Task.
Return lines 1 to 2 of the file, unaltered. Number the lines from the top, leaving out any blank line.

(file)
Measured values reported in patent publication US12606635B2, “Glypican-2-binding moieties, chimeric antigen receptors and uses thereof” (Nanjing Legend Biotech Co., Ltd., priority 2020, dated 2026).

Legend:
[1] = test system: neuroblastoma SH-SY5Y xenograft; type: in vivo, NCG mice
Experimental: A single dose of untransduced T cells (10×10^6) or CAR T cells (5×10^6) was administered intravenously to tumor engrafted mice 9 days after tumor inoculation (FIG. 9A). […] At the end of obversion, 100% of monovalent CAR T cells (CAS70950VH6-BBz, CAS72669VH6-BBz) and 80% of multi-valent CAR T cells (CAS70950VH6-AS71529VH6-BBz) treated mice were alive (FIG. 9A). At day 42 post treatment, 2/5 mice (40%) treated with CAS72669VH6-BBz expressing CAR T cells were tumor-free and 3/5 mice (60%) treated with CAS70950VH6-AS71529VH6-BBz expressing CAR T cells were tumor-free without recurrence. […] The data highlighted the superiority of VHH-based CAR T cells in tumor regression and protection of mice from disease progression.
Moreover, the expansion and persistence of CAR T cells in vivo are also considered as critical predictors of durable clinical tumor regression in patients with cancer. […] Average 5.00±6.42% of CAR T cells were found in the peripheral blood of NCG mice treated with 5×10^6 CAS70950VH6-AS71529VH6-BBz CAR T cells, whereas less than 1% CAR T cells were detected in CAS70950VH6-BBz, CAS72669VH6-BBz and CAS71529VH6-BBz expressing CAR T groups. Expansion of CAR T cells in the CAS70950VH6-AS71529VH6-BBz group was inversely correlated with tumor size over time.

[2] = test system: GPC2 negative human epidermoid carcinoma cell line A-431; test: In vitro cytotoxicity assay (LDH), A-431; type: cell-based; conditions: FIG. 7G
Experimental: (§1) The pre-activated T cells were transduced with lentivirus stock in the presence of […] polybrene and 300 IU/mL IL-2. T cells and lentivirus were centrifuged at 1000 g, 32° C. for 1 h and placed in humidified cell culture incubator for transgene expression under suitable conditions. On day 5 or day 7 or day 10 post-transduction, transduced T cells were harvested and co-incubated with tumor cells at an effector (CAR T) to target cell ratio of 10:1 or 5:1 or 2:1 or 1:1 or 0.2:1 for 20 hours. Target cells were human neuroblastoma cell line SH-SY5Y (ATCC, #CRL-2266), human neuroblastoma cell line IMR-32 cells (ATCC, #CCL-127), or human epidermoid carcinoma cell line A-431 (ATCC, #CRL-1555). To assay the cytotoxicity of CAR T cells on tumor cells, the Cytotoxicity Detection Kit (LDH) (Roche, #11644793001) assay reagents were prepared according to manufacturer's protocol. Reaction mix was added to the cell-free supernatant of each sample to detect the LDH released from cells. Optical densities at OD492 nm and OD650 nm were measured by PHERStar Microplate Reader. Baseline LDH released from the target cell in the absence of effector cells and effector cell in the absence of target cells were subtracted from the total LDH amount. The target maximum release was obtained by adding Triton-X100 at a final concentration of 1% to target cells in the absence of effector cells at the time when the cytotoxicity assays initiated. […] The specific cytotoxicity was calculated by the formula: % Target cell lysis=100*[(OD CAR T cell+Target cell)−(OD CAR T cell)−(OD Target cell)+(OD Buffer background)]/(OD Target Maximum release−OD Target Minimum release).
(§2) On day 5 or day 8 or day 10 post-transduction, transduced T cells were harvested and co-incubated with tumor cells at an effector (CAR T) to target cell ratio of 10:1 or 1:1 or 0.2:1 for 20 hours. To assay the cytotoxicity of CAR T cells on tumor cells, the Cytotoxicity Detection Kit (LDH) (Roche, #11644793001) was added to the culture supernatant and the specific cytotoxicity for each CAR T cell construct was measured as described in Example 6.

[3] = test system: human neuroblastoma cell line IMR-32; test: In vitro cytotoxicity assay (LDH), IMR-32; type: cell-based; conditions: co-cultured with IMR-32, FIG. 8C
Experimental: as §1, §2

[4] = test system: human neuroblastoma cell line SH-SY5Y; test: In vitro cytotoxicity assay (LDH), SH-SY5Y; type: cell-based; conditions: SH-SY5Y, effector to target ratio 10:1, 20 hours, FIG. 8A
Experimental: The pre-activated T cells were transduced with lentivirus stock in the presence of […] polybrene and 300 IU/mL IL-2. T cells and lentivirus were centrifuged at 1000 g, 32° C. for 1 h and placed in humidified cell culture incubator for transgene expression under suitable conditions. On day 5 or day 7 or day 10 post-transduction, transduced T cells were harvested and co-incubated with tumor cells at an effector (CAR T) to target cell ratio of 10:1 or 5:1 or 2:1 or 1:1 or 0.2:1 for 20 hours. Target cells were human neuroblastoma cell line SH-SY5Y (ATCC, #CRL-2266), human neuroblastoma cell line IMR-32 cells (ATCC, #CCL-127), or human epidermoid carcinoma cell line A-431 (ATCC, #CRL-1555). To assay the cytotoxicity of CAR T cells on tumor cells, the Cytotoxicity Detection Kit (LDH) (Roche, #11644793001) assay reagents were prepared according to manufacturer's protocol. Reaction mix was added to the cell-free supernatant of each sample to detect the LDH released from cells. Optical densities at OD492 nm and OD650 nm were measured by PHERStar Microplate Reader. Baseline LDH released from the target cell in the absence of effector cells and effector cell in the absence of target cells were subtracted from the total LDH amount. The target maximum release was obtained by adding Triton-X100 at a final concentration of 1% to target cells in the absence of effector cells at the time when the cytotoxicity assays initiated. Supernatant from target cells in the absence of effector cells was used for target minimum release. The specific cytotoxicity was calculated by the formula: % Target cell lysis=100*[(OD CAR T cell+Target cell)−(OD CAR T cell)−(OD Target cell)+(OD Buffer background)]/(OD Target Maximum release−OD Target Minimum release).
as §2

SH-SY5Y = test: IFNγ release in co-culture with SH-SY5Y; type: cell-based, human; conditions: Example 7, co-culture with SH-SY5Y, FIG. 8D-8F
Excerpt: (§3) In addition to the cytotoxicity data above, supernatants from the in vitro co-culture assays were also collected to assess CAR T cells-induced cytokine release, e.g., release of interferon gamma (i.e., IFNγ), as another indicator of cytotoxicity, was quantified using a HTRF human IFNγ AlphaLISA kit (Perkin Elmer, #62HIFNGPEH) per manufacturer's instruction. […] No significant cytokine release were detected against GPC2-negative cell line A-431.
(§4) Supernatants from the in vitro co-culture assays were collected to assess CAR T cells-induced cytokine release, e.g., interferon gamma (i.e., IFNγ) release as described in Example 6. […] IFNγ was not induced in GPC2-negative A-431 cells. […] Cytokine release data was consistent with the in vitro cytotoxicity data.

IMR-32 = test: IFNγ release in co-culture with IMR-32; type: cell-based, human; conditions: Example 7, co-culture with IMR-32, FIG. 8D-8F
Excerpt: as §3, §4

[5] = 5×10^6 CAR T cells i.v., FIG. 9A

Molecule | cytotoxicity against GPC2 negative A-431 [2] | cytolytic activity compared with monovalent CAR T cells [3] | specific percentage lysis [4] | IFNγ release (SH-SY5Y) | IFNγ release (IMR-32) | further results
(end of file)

Measured values reported in patent publication US12606635B2, “Glypican-2-binding moieties, chimeric antigen receptors and uses thereof” (Nanjing Legend Biotech Co., Ltd., priority 2020, dated 2026).

Legend: